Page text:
Have you ever asked yourself if all of your friends are actually real friends?
I’ve always wondered who my real friends were, that is until I decided that quality is much better than quantity in that area. The word ‘friend’ is defined in several ways.
They aren’t enemies, they should be trustworthy and they should take a certain liking to you and you to them. These are a few ways to explain what a friend is. If you want to know who your real friends are, examine those definitions:
Are they trustworthy? Do they enjoy your company?
If so, then you have a few people to analyze. That’s right, even those “friends” may not truly be friends at all.
Only half your friends feel the same way
Aristotle wrote, in the Nicomachean Ethics, about the three types of friends. These friends have different reasons for their ‘adoration’ and some are much deeper than others.
- Those who find you useful
- Those who take pleasure in your company
- Those who think you are a good person
Through experimentation, we find that most friendships are believed to be reciprocated, but only half of those reported relationships really are. It’s hard for individuals to perceive this notion because it affects their self-esteem. After all, we want to be liked.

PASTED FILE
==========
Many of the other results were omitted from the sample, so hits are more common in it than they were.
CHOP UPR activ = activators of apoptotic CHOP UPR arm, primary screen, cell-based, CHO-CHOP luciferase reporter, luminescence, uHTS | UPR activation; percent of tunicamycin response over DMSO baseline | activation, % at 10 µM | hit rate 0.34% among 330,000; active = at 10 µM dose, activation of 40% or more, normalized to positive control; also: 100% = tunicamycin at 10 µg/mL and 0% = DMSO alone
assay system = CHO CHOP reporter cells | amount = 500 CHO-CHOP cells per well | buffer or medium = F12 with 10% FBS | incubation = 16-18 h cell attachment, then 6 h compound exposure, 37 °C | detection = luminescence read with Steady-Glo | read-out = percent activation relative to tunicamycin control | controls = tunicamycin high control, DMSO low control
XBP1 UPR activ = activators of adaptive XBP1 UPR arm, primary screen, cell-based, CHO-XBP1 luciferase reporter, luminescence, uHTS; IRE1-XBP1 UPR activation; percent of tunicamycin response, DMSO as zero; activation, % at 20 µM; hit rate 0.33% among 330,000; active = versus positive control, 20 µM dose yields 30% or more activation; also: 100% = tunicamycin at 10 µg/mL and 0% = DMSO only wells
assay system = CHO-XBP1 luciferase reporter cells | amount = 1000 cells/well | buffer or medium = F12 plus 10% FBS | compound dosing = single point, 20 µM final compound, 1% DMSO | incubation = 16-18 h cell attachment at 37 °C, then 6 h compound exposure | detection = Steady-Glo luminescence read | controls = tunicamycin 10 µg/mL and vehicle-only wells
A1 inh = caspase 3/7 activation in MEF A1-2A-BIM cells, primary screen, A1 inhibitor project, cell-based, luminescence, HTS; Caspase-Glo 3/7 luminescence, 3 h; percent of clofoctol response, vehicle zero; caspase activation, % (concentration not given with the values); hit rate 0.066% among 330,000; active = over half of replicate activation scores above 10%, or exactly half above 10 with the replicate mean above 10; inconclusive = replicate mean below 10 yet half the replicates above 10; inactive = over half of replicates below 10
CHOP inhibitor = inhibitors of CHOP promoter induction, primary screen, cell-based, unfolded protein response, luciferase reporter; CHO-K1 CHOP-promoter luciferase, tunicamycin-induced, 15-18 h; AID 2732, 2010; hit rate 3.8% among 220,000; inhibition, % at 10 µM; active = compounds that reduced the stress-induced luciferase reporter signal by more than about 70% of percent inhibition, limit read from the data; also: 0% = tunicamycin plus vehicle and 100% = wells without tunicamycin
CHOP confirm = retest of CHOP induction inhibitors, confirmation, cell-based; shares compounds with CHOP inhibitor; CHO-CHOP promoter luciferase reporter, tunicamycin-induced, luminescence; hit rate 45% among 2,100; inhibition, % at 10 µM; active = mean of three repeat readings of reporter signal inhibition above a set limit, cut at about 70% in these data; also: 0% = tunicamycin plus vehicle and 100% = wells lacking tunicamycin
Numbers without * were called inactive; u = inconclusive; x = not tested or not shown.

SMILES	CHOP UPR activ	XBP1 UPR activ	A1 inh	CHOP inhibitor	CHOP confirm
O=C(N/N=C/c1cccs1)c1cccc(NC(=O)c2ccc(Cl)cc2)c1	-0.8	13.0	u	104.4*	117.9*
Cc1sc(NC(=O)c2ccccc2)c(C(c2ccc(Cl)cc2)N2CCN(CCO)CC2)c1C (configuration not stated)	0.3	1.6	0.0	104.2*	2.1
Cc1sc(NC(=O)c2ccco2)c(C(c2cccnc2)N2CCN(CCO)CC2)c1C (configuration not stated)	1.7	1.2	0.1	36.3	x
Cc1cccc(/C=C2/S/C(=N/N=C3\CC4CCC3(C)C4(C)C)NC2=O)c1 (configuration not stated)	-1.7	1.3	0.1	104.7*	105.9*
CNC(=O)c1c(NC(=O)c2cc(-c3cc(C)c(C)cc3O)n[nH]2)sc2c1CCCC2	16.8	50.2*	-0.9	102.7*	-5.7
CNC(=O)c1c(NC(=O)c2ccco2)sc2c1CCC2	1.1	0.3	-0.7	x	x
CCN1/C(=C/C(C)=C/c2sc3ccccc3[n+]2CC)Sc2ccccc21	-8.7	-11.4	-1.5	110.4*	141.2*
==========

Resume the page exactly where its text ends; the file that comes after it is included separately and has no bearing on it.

Researchers examined 1,353 cases of friendship or instances where people were rated high enough to be considered a friend. The rating scale was between 0, marked as ‘not known very well’ and 5 as the highest ranking of friendship.
It took a rating of 3 and above to qualify as friendship. 94% of those doing the rating believed the other person would feel the same. Unfortunately, only 53% felt the same.
Aristotle may have been right.
Considering there are three basic types of friendships, people view relationships differently. What one person may classify as friendship, another would not see it in the same manner.
So, could it be? Could that group of people you hang out with truly be your friend? If you have 14 friends, could only half of them say they feel love in the same manner for you?
Take some time to evaluate what you think a friend should be, and compare this with your ‘friends’ point of view. Maybe you have a smaller circle than you think.
Don’t feel bad about this, it just means you can cultivate those friends you really have and create a bond that will last forever.
By Sherrie H.
Copyright © 2017 Life Advancer. All rights reserved. For permission to reprint, contact us.